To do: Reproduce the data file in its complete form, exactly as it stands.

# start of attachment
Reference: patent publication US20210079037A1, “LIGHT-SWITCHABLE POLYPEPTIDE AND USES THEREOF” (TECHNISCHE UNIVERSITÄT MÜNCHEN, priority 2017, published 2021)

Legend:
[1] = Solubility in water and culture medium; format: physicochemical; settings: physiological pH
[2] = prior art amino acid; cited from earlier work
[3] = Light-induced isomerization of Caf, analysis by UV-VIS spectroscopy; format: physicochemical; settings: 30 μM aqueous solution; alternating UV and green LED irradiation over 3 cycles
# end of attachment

Reference: patent publication US20210079037A1, “LIGHT-SWITCHABLE POLYPEPTIDE AND USES THEREOF” (TECHNISCHE UNIVERSITÄT MÜNCHEN, priority 2017, published 2021)

Legend:
[1] = Solubility in water and culture medium; format: physicochemical; settings: physiological pH
[2] = prior art amino acid; cited from earlier work
[3] = Light-induced isomerization of Caf, analysis by UV-VIS spectroscopy; format: physicochemical; settings: 30 μM aqueous solution; alternating UV and green LED irradiation over 3 cycles